Screen

Mother is the first other

Colorado native Sarah Adina Smith to present her debut feature in Boulder

By Michael J. Casey

Rashaan Salaam and Kordell Stewart!” Sarah Adina Smith cheers with delight, recalling her high school years as a University of Colorado Boulder Buffs fan. “I was born and raised in Fort Collins, but my Mom went to CU,” Smith tells Boulder Weekly. “We were, like, totally going against our town, but we were really into it.”

Screen

Emotion motion

‘Inside Out’ is busy, breezy and (kinda) blah

By Ryan Syrek

My second set of questions: So logic doesn’t exist in this world? I understand this is a kid’s movie but “you are a creature ruled solely by your basic emotions” is a horrifying message. Why go to school if you never apply knowledge and you just emotionally react to stuff?.

Screen

Watch

Take your love for animals a step further and attend the Bow Wow Film Festival — a traveling film festival that strives to spread the love for dogs everywhere by shining a spotlight on man’s best friend. This event features a compilation of the years’ best doggie-themed footage from funny to heartwarming to educational.

Screen

Hot dino-on-dino action

‘Jurassic World’ is what you wanted

By Ryan Syrek

Hand a kid two dinosaur toys. Said kid will not use them to contemplate evolutionary biology. Said kid will smash the two of them together, simulating an epic dino-smackdown while emitting a likely annoying reptilian howl. Jurassic World is that but with a $150 million budget. Director Colin Trevorrow went from quirky indie Safety Not Guaranteed to blockbuster franchise revival faster than you can ask, “How many zeroes are on that check again?” Those hoping Trevorrow managed to retain the light, whimsical, creative tone of his former effort should remember this is a movie about dinosaurs eating people. When it comes to people eating, Jurassic World does it better than most.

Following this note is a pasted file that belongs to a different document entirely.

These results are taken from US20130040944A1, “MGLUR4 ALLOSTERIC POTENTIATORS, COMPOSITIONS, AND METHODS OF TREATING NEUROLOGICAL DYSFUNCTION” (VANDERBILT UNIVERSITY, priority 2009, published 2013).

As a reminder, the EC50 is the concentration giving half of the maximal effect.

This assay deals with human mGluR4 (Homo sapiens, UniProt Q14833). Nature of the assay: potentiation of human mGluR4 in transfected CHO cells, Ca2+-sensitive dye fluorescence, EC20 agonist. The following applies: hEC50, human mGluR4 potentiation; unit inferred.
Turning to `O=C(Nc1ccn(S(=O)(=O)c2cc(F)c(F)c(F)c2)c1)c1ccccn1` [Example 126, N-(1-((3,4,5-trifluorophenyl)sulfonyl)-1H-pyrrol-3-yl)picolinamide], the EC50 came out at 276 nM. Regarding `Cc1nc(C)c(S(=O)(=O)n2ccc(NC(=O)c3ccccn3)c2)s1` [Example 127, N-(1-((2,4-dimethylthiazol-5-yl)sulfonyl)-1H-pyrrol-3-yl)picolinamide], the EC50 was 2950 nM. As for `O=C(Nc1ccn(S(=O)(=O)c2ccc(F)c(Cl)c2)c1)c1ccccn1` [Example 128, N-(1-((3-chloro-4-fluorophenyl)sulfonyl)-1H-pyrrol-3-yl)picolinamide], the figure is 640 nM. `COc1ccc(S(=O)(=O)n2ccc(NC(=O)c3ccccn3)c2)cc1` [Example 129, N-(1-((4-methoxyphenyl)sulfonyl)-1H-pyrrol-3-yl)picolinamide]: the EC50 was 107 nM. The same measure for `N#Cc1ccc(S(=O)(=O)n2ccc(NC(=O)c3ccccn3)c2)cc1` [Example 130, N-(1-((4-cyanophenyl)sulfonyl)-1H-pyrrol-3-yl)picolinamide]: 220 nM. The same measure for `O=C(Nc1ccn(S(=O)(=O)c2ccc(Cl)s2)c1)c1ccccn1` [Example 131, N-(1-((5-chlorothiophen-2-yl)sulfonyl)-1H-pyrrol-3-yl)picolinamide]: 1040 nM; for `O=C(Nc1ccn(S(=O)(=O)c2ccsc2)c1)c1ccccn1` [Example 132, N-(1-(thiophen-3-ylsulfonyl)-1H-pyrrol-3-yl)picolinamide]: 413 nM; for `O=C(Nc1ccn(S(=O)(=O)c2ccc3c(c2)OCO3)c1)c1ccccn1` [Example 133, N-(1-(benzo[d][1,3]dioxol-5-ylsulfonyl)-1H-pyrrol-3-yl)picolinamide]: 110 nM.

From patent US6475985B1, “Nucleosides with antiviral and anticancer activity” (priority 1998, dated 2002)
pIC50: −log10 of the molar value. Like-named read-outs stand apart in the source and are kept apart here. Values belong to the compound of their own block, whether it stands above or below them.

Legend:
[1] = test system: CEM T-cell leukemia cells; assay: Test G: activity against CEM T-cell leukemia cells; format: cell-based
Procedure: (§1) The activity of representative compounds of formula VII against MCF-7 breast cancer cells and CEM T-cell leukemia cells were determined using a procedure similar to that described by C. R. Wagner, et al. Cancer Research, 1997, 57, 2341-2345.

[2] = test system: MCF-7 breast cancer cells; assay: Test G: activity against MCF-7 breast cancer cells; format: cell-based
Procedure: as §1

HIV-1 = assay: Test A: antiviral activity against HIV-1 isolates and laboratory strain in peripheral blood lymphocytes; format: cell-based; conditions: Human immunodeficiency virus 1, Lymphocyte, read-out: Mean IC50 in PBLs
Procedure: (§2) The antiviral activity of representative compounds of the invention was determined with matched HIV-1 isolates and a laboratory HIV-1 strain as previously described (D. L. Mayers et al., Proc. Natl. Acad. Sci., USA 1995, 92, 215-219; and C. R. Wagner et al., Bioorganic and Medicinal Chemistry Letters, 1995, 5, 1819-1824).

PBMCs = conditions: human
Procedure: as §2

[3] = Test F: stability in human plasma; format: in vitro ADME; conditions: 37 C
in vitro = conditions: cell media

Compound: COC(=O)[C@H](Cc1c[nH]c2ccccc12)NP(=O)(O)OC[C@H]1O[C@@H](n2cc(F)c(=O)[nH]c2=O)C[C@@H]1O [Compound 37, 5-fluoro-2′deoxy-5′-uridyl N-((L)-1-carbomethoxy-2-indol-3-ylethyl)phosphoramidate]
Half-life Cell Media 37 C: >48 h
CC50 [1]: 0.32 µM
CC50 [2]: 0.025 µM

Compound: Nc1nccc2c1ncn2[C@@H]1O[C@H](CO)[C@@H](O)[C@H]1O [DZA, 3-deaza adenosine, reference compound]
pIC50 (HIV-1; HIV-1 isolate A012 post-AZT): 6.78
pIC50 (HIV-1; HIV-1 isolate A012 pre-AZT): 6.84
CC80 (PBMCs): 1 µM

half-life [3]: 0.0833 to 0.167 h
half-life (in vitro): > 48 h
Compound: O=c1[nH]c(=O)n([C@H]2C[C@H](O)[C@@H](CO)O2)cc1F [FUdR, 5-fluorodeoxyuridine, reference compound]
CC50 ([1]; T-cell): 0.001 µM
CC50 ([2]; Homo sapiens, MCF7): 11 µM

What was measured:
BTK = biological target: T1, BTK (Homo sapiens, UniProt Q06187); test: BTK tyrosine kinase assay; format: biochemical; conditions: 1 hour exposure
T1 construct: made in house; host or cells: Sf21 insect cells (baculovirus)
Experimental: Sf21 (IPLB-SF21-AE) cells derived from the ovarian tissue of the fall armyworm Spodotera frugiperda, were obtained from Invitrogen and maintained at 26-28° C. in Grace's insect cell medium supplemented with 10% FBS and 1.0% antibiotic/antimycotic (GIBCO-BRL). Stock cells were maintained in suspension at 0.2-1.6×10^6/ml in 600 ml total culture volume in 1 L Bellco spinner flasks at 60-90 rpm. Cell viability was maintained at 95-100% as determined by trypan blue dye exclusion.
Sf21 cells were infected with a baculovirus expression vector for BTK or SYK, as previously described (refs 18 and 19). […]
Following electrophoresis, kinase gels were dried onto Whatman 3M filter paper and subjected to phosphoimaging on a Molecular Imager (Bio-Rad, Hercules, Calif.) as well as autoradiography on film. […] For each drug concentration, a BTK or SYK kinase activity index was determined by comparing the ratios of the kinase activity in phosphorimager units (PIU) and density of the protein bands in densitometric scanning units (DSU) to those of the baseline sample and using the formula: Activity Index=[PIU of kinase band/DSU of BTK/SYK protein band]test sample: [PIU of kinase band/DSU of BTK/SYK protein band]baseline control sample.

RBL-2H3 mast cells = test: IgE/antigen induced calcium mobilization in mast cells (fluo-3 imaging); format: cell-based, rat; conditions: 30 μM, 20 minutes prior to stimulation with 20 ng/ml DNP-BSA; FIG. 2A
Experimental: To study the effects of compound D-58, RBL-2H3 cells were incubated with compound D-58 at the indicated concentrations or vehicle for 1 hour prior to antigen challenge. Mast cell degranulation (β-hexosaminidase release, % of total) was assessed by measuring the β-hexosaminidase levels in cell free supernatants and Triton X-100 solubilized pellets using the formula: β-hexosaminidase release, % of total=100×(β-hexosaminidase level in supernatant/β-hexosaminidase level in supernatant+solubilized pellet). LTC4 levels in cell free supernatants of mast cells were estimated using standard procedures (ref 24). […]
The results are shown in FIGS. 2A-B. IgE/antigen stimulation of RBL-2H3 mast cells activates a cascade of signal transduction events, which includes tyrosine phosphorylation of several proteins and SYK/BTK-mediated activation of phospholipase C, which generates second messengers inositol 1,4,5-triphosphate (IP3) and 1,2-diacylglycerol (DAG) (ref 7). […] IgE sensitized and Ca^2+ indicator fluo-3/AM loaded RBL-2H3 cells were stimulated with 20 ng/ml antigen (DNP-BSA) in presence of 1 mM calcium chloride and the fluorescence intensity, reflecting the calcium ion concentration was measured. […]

Screen

On agents and agency

‘Spy’ treats Melissa McCarthy like a real person%u2028

By Ryan Syrek

Melissa McCarthy is immensely talented, armed with a stunning repertoire of acting skills. So, of course, Hollywood sees her and claps its collective hands together, yelling “Make the funny lady fall down again!” Spy is writer/director (and frequent McCarthy collaborator) Paul Feig’s attempt to save his friend from a Jack Blackian fate. In a clever conceit, he allows McCarthy to trot out her staid, clichéd usual characters, only to abandon them in favor of something authentic. Had it not been for one painfully tone deaf, unfunny, offensive running gag, Spy would have been damn good and not simply good.

Screen

The kid in the bird

‘I Am Big Bird’ brings Caroll Spinney’s story to the big screen

By Michael J. Casey

There is one thing you never do on Sesame Street and that is put someone down. “Our business is not to ridicule,” Caroll Spinney — the long time puppeteer inside Big Bird and Oscar the Grouch — tells Boulder Weekly. “Dumb is a word we never use on Sesame Street,” Spinney says. “Or stupid,” adds Big Bird.

Screen

Quake and stakes

‘San Andreas’ is morally terrible, kind of watchable

By Ryan Syrek

As people die in ugly, awful ways all around him, Ray ignores them in order to save his estranged wife and loving daughter. If you’re not related to Ray, sorry about your death by fire or pulverization, but you can’t ride in the city’s helicopter or the plane he steals, truck he steals or boat he steals.

Screen